Like to write? Have something to say about being a foreigner in China? Well, we’ll not beat around the bush about it — we need your help.
We’re constantly looking to put some fresh expat pee into the writer pool here. If you’ve got a unique voice, a solid writing ability, and — most importantly — something to say, we’d be happy to have you on board.
Here are some requirements (they’re few, but important):
- An ability to write. We’re not looking to be full-time editors. You should have a decent handle on grammar and write with a colourful and engaging style.
- Fluent in English. If you are not a native English speaker, please don’t be dissuaded. We’re happy to have writers whose first language isn’t English, but we are an English-language, and so solid crafting of written English is key.
- Interesting, funny or both. We’re not just looking to add mass to the medium. We want to create and maintain a quality resource for our readers. You should have the ability to write engaging posts with a unique style or voice.
I have my own blog, can I still be a writer here?
You sure can. In fact we offer you a spot in your Author Profile to display a link to your blog to help promote it. However, we do ask that the content you submit to Lost Laowai be original, as it doesn’t make much sense to just repost (word for word) something you’ve written for your private site. As with all things, there are exceptions to this, and we will on-occasion repost previously published material.
How often am I required to write?
This is up to you. You can post twice a day or twice a month. We’re more interested in what you’re writing, not how much you write it.
What about topics?
We’re a site for foreigners in China, so article topics should be relevant to that group in some way. Humour, rants, insights, language tips, warnings, WTF moments, casual observances… it’s all open game.
If I have my own blog, what would I write here?
Stories about monkeys attacking foreigners in secret caverns under Shanghai? Really, who are we to say? Generally speaking personal blogs are designed to give friends and family outside of China a glimpse of what you’re up to. Writing for us could be your opportunity to delve a bit deeper into your prose and pull out some gems of the written word. Lost Laowai is a growing community that receives a solid amount of traffic and in turn could give you a wider exposure as a writer.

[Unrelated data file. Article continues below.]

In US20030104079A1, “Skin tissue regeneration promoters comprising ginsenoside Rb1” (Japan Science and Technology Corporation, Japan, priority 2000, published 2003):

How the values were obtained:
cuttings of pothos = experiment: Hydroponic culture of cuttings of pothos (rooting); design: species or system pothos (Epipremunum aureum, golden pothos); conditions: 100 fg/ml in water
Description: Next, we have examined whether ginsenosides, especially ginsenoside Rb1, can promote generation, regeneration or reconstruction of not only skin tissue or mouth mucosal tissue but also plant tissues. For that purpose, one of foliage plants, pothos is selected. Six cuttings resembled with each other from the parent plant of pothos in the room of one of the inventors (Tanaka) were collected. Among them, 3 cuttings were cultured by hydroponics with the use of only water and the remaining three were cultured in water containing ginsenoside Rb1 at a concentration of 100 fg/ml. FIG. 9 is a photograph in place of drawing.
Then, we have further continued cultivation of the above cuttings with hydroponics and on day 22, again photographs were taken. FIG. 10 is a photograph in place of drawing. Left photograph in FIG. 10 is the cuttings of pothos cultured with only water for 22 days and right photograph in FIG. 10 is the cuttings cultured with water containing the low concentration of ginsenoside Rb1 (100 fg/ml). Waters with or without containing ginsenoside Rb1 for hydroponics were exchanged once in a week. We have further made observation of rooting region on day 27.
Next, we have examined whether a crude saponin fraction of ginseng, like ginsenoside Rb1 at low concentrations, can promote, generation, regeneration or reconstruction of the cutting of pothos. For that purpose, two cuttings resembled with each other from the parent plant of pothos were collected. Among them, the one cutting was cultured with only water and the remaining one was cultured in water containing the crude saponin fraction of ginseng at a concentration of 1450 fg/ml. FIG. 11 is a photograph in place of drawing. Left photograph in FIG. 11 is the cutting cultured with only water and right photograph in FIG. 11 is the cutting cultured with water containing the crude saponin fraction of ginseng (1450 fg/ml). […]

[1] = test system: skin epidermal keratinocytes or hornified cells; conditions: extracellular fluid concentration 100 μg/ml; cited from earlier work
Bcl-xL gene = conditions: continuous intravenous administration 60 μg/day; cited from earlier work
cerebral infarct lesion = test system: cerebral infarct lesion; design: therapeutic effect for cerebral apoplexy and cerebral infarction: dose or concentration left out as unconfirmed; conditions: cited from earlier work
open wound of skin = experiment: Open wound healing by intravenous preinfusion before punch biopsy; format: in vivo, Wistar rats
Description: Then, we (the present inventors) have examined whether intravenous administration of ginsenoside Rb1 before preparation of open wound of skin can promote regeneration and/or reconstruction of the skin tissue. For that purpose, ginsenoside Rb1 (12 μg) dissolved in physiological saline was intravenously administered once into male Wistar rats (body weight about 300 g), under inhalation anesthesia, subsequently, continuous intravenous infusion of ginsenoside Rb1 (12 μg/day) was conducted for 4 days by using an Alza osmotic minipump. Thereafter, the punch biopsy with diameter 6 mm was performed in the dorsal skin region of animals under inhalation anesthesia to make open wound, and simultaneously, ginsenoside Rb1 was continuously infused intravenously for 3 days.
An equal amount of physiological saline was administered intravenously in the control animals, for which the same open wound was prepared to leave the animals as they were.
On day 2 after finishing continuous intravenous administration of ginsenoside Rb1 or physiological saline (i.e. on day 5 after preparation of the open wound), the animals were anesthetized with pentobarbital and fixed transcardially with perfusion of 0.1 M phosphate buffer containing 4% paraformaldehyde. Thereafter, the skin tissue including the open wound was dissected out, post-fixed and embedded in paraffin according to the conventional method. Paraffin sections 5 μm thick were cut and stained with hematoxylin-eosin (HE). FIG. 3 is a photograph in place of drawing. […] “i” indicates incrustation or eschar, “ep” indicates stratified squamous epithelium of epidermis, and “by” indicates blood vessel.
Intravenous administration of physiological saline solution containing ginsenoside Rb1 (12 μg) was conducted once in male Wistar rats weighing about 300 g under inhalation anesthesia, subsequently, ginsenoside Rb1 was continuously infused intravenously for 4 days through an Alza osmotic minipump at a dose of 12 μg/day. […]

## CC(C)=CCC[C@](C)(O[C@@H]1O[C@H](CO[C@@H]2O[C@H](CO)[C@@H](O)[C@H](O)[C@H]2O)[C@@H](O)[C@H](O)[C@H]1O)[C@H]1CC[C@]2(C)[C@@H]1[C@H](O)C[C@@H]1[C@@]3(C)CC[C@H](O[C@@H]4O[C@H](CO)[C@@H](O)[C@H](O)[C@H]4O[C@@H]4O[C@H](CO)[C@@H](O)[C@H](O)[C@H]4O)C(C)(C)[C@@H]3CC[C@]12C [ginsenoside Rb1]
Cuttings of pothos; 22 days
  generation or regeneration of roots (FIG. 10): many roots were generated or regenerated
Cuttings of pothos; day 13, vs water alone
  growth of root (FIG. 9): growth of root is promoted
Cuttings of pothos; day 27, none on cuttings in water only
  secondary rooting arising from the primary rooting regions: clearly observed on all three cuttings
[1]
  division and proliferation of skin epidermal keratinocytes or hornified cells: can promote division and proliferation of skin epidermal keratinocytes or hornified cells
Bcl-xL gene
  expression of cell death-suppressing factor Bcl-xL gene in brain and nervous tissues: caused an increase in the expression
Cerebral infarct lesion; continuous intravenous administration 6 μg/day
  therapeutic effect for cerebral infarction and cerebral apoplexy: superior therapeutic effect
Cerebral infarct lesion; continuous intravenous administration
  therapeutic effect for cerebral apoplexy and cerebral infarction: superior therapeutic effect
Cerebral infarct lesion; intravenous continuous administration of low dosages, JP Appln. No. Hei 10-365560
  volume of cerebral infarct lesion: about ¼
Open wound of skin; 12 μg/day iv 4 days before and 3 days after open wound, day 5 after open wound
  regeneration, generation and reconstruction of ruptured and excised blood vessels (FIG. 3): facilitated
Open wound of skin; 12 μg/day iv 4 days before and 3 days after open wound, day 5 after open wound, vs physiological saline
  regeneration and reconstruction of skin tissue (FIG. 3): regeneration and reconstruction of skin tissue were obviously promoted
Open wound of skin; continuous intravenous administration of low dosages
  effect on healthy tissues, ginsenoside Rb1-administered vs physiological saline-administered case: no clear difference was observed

So, do you pay?
We wish we could, but running a site like this is just not as lucrative as one might think. I know, I know — it seems like it would be night after night of baijiu-soaked partying with hot bodies, dice and fast cars … the reality surprised us too. In all seriousness though, we don’t do this for the money, and our opinion is that neither should our contributors. We write about China because we love to share our thoughts, insights and experiences on the subject. If you like to do this too, you’ll fit right in.
So what’s in it for me then?
Lost Laowai is a long-running, well-recognized source of opinion and insight into being an expat in China. And while writing for us may not be as prestigious as interning at the New York Times or Guardian; it does offer some byline experience, a place to hone your writing skills and make a bit of a name for yourself, as well as providing an opportunity to share your thoughts with a wider audience. We also occasionally receive event invites, book/product/service reviews and other neato freebees, which we happily pass on to the most qualified/active contributors.
Do I retain copyright over my work?
Absolutely. We maintain no rights over your work or any media you attach to it, other than the right to present it on this site. What’s yours is yours and you’re free to republish it as you see fit. Of course should you republish it, we’d love for you to say that it was “originally published on Lost Laowai” or some such thing. Also, Lost Laowai operates under a Creative Commons: Attribution-No Derivitive Works license, meaning other sites may use anything published on this site as long as it’s not changed and is properly attributed.